Are you tired of attending multiple meetings during the week? Do you spend so much time on a simple topic? According to organizational psychology expert Adam Grant, long meetings are useless, and here’s why.
Every day in your company has something in common. Daily work meetings appear in your schedule. All working groups get together and discuss the tasks, objectives, problems, new ideas, working teams… This is the moment to put everything together and get organized.
It should be a quick and orderly time in which everything develops efficiently. However, the organization doesn’t work, and it ends up being another pointless meeting that wastes everyone’s time.
As a result, you and your colleagues return to work feeling heavy. Productivity drops, and you feel like you are running slower and worse.
What do the experts have to say about it?
Adam Grant – an organizational psychology expert – has something to say about it.
For about 50 years, the meetings have been getting longer and longer, having around 10 hours more per week. Since February 2020, meetings and their duration have multiplied. In addition, the COVID-19 pandemic has not been an ally.
Long discussions do not bring any benefit. However, science shows that after 18 minutes, a person’s attention begins to decrease. So, why not eliminate the irrelevant and fit the key infomation into that time frame?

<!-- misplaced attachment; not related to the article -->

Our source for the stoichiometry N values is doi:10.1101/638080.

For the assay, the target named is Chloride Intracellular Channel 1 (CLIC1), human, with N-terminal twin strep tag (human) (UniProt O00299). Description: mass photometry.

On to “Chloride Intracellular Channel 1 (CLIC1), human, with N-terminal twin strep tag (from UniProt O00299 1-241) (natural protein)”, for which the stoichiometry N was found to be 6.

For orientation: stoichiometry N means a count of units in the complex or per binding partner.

One of the best examples is the popular TED talk, limited to a maximum of 18 minutes. They became famous for this peculiar feature. But it is proven to be much more effective than long talks. They even allow you to keep only what is essential, leaving behind everything that does not add value.
There are already companies that have realized this. So they have decided to put a solution to reduce these encounters significantly. With gratifying results, improvements in team collaboration and functioning, organizational improvements, and an apparent increase in employee productivity and satisfaction.
What is essential for effective work meetings?
- Having an accurate and clear objective to focus on.
- The main points to be covered and solved must be organized and understandable.
- Bring together as few people as necessary. The fewer, the more effective.
- Punctuality and commitment on the part of the participants.
To sum up, a meeting must have a strategy and organization in advance to achieve the objectives and not drag on.
As Adam Grant said, “There are four reasons to meet: to decide, to learn, to bond, and to do. Call it off if it doesn’t serve any of those purposes.”